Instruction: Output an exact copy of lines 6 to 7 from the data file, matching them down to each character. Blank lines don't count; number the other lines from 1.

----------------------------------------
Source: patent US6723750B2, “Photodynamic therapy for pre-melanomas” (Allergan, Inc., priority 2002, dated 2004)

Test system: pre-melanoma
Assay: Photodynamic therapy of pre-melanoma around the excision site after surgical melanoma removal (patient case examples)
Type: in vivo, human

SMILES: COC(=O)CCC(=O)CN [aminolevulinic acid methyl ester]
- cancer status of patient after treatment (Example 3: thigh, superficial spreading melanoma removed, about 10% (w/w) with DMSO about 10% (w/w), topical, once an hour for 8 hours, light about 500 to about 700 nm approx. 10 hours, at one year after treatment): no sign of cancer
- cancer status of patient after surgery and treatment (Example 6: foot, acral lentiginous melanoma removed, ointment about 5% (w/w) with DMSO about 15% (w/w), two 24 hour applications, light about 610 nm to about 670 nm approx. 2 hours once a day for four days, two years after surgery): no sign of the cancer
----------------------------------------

- cancer status of patient after treatment (Example 3: thigh, superficial spreading melanoma removed, about 10% (w/w) with DMSO about 10% (w/w), topical, once an hour for 8 hours, light about 500 to about 700 nm approx. 10 hours, at one year after treatment): no sign of cancer
- cancer status of patient after surgery and treatment (Example 6: foot, acral lentiginous melanoma removed, ointment about 5% (w/w) with DMSO about 15% (w/w), two 24 hour applications, light about 610 nm to about 670 nm approx. 2 hours once a day for four days, two years after surgery): no sign of the cancer